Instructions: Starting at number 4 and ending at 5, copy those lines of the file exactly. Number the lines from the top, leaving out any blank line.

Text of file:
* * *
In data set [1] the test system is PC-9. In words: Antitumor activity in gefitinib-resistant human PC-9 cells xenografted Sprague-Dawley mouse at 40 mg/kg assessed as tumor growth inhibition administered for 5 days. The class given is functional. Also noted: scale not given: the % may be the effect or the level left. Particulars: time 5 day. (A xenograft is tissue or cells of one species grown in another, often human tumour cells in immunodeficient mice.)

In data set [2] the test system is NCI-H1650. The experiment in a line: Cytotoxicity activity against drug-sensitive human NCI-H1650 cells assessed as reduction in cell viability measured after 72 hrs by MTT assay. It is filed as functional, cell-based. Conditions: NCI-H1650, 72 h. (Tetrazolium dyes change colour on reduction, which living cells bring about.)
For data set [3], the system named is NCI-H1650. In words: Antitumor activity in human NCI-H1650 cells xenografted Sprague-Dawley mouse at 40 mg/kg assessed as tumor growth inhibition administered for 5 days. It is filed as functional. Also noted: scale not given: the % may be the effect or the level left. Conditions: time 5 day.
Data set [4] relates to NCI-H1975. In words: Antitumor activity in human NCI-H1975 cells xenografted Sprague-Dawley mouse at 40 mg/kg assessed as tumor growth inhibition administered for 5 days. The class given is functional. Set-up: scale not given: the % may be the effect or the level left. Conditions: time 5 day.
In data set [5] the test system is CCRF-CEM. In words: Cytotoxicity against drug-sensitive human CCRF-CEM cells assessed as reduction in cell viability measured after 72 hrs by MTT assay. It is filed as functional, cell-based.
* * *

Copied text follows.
Data set [4] relates to NCI-H1975. In words: Antitumor activity in human NCI-H1975 cells xenografted Sprague-Dawley mouse at 40 mg/kg assessed as tumor growth inhibition administered for 5 days. The class given is functional. Set-up: scale not given: the % may be the effect or the level left. Conditions: time 5 day.
In data set [5] the test system is CCRF-CEM. In words: Cytotoxicity against drug-sensitive human CCRF-CEM cells assessed as reduction in cell viability measured after 72 hrs by MTT assay. It is filed as functional, cell-based.